The Rejection Archives

The other day I was doing some sorting out. I found a file full of old rejection letters.

I was tweeting some quotes from the letters and they seemed to go down well, particularly with other writers. One friend described it as “literary self-harming”, which is maybe what it is, but there is a certain sense of catharsis. Maybe you get that with self-harming too. I wouldn’t know.

Someone else said, “What used to make us weep now makes us laugh”, which I hope is true. That was my main reason for sharing them. To raise a smile.

I’ve decided to pull them all together and post them on my blog. I don’t think it’s an exercise in masochism. My hope is that it will offer some consolation to writers who are going through now what I was going through then. So, here they are. My litany of failure…

“There are enormous problems with this manuscript which would make it unsuitable for publication as it stands.”

“I am so overloaded with material that I won’t have sufficient time to take this further.”

“The plot itself feels a little contrived.”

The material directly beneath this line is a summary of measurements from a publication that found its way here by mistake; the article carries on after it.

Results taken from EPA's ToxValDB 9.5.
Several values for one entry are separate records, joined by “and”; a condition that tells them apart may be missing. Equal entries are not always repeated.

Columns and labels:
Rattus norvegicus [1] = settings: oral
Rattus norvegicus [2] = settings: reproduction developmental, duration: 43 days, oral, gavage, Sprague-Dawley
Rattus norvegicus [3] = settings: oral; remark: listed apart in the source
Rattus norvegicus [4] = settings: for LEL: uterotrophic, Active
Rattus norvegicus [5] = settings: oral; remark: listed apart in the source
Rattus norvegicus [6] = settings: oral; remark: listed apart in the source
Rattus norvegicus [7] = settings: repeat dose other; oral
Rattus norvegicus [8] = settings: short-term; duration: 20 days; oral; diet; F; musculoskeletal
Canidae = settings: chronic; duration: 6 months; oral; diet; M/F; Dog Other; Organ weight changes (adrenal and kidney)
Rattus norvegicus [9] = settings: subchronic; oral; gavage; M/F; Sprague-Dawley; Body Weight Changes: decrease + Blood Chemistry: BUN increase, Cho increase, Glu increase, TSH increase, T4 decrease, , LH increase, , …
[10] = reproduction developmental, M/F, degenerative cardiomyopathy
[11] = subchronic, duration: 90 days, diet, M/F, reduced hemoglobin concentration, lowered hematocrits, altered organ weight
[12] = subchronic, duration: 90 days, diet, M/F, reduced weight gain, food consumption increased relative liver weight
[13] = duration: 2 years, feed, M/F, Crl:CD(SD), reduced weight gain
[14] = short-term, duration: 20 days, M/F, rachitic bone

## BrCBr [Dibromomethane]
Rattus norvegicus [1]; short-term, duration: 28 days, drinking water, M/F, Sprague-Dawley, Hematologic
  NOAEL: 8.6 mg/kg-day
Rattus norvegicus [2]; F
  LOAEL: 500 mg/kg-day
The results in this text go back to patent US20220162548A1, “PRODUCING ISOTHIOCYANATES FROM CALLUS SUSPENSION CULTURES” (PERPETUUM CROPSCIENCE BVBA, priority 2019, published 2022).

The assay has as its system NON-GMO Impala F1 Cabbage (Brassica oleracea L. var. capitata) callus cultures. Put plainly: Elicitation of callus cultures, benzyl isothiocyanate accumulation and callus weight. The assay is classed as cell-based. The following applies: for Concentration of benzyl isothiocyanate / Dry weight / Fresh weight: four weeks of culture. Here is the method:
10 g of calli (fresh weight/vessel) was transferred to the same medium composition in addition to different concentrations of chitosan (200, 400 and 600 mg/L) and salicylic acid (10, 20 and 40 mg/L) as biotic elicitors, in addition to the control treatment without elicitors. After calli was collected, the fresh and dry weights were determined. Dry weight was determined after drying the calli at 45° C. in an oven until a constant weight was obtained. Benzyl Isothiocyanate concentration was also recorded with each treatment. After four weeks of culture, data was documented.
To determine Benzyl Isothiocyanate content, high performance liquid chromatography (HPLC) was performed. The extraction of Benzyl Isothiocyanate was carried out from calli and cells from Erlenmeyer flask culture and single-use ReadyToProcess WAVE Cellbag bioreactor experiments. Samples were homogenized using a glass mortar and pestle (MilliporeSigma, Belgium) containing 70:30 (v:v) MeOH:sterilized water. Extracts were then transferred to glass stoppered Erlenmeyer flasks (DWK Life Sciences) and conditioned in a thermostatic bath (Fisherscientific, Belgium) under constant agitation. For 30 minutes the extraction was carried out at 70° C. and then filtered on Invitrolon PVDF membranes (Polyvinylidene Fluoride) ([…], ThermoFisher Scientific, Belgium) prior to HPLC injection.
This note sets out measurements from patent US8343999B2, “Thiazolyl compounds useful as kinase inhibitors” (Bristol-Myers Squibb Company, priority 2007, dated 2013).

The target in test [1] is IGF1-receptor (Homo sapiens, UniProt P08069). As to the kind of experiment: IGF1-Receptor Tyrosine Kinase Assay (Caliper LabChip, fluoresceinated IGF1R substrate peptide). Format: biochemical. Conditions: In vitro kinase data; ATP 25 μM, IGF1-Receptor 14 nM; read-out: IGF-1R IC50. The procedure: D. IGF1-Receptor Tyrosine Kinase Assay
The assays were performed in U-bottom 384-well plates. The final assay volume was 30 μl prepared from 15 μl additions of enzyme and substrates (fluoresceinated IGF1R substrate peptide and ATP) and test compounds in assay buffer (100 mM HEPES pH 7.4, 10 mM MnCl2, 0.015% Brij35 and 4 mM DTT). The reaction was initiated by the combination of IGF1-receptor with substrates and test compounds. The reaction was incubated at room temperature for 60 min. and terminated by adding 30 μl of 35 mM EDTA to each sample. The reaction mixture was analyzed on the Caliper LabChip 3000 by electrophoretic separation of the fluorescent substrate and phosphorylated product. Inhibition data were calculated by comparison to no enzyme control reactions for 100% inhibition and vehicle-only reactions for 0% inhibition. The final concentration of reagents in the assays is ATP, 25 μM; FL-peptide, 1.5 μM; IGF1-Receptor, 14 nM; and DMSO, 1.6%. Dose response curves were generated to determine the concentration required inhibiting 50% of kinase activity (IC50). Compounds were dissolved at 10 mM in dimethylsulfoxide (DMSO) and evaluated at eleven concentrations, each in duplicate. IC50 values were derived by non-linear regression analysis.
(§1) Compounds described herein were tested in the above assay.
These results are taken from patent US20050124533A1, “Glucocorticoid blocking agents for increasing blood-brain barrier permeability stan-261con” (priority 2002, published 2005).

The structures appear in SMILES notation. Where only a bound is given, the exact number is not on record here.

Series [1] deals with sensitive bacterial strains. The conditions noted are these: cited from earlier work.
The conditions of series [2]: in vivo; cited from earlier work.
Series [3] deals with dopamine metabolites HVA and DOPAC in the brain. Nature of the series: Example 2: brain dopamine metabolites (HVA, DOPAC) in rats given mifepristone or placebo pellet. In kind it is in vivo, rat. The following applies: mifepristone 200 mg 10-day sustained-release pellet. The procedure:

“It is an extremely impressive novel, and one which I read with great enthusiasm. The scope of imagination involved in the book is startling… However, in the end I’m afraid that I just could not work up quite enough passion for it to want to make an offer.”

“It’s certainly an interesting piece of work, but not for us, I’m afraid.”

“On the whole I found it rather slow moving, and won’t be offering.”

“in the end I just don’t think the whole thing works”

“Unfortunately our publication schedules are currently full so we are not looking for new material.”

“We have studied your work with interest, but regrettably we do not feel that it is appropriate for our list.”

“I didn’t really have any confidence in the direction the story was taking, didn’t particularly care about any of the characters and at the close many of the loose ends are not tied up.”

“I thought it was excellent, but couldn’t quite see it on the Cape list.”

“I can’t be enthusiastic enough to suggest we take it on.”

“I enjoyed it a lot but ultimately not enough to want to offer.”

“The novel doesn’t really go anywhere.”

“I felt the novel rather collapses into melodrama”

“I am sad to say I don’t feel quite enthusiastic enough to offer.”

“I am afraid that despite its merits we do not consider it suitable for our lists at the moment.”

“Sad to say, I’m afraid I don’t feel able to pursue this any further.”

“I do feel that it is far too long, far too discursive.”

“It does take a very long time for the story really to begin.”